Consultation to begin on lower speed limits in towns and villages to improve safety
The pilot areas have been chosen using selection criteria taking accident rates, vehicle speeds and traffic data into account.
The sites are
A consultation process will now begin to develop more specific proposals for each location. This will involve discussions with the local authority, community groups and other stakeholders. It will also involve statutory consultation.
It is expected that the 20 mph zones on the trunk roads will be largely self-enforcing with no need for traffic calming measures. Instead, the use of gateway treatments, signing and lining will reinforce the speed limit changes.
Transport Minister Keith Brown visited Biggar today to announce proposals to bring forward a pilot.
“The safety of the trunk road network is a priority for Transport Scotland and managing speed is an important part of our strategy. It is essential that speeds are appropriate to conditions and these pilot zones will help us establish the benefits of lowering speeds in towns villages where it is reasonable to do so.
“The five trials are being proposed that will seek to improve road safety generally, but we expect them to bring specific benefits for vulnerable road users, such as older people and cyclists.
“There have been a number of calls for lower speed limits and specifically 20 mph limits and we have had to whittle these down to a number that will give us a meaningful overview of how this will work in a variety of locations.
“In doing so, we considered the number of accidents and other factors such as traffic volumes and speeds as well as HGV numbers and the characteristics of the location. I know there will be some communities that are disappointed that they missed out but we will be looking at how their specific concerns can be addressed as part of our wider approach to speed management. The proposed pilot is an important step in our work to reduce accidents and casualties on the trunk network.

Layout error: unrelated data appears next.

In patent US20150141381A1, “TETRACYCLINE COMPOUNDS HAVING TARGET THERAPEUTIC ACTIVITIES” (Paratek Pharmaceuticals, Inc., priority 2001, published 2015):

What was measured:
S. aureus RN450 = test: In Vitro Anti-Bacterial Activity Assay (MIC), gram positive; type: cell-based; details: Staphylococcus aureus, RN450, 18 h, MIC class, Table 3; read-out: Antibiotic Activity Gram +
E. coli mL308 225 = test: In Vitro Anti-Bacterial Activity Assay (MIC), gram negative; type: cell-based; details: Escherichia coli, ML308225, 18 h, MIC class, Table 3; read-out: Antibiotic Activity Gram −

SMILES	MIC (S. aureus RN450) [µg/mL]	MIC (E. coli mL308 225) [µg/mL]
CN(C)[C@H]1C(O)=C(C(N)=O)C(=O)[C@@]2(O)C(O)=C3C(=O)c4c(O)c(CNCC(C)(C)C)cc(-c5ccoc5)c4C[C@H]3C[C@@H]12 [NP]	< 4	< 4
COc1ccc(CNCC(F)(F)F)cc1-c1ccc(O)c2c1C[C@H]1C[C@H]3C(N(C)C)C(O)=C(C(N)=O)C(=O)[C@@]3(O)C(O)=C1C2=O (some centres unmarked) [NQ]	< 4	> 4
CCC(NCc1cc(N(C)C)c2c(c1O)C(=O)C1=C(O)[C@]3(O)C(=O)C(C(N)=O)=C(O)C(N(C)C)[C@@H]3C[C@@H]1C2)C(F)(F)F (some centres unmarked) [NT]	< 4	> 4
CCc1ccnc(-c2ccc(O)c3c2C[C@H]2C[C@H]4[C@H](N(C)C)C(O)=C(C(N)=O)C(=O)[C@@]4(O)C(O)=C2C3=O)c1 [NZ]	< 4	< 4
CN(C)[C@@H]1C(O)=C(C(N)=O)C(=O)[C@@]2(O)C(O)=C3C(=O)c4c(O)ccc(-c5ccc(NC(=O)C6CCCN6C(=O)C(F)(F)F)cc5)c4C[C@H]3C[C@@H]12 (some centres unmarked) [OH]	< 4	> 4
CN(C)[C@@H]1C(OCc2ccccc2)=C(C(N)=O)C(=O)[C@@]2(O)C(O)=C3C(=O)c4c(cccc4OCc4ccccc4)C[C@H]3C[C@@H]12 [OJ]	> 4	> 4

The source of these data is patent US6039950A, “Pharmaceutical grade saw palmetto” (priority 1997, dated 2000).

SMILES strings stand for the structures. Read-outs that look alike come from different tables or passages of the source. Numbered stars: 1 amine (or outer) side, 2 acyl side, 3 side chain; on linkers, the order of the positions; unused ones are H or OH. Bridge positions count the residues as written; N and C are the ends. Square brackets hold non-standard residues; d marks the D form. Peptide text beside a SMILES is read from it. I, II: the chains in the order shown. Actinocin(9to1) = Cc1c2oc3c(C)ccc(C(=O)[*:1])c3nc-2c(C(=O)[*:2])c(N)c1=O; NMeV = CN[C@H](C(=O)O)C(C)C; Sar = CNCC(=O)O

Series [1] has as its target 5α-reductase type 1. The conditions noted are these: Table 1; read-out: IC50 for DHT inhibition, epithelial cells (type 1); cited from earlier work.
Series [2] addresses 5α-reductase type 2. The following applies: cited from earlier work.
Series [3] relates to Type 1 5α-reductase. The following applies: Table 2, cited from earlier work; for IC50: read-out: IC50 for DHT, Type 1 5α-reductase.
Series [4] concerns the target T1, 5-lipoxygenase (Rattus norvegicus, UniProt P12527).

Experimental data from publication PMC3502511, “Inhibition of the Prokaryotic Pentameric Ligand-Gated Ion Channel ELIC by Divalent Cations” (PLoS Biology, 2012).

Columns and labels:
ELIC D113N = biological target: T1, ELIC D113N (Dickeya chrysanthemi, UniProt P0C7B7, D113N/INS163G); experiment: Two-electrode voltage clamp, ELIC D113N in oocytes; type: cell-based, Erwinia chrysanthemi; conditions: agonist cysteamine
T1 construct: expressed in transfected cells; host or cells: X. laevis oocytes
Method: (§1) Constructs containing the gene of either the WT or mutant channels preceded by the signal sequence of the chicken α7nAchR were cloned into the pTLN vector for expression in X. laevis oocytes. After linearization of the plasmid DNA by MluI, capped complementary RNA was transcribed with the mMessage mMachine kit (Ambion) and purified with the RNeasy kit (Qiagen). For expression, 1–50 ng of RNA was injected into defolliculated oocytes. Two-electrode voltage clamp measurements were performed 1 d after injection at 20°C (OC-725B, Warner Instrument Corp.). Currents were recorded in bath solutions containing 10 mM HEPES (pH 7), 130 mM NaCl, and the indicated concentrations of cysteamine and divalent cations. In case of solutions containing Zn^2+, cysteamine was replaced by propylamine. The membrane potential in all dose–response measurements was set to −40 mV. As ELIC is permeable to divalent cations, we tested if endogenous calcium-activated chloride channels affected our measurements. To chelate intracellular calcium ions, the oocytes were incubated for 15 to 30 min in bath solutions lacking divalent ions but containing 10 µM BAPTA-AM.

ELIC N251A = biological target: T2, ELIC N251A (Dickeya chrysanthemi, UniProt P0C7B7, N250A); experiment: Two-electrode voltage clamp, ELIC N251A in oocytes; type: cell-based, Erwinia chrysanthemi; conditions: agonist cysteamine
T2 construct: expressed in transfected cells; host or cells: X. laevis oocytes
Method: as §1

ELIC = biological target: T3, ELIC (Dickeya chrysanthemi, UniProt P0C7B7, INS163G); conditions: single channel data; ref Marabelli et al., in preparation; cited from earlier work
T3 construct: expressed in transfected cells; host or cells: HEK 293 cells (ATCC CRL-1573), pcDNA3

“The proposed pilot areas should not require significant engineering or Police enforcement to support their operation and we hope to begin the wider consultation processes early next year. If these are completed successfully, the 20mph zones be in place by the spring or early summer”
Chair of South Lanarkshire Council’s Enterprise Services Committee, Councillor Chris Thompson, said:
“We are firmly behind any proposals which make driving safer in our villages and towns.
“We have already introduced 20mph limits throughout the town to improve road safety and the plans now being brought forward for the A702 would complement those improvements.”
More information is available on these proposals via the Transport Scotland website
Note to Editors
Background information on site selection
Maybole – High traffic flows and high %age of HGV traffic, it also has a high acc rate with a large number of Vulnerable Road User (VRU) accidents. The road environment in terms of layout and vehicle speeds would fit within the criteria for a 20 mph speed limit.
Largs - High traffic flows and moderate %age of HGV traffic, it also has a high acc rate with a large number of VRU accidents. The road environment in terms of layout has some limits in terms of its suitability for a 20 mph speed limit. Generally, however, Largs fits within the criteria for a 20 mph speed limit.
Biggar - Moderate traffic flows and high %age of HGV traffic, it also has a high acc rate with a large number of VRU accidents. The road environment in terms of layout may not necessarily be suited for a 20 mph speed limit but there are a lot of issues in the town and with the average speed of vehicles at 23.8 this would fit within the criteria for a 20 mph speed limit. There is also a lot of school children frequent the shops during lunchtime periods
Langholm - Low traffic flows but has a high %age of HGV traffic, it also has a high acc rate with an moderate number of VRU accidents although we now the circumstances of three of the four accidents outlines that through traffic is not the issue. The road environment in terms of layout is well suited for a 20 mph speed limit and with the average speed of vehicles at 18.8 mph this would also meet the criteria for a 20 mph speed limit.
Oban – High traffic flows and a high number of vulnerable road user accidents. Road environment is suited to the introduction of a 20 mph limit. The indicated speed does not relate directly to the area proposed for the 20
A number of other sites across the trunk road network were considered. These were: Keith; Nairn; Inveraray; Golspie; Callander; Springholm; Crocketford; Aberlour; and Cromdale. However, evidence indicated that the use of 20mph limits in these areas would be ineffective or impractical. Transport Scotland is now considering whether alternative road safety methods can be identified at these sites.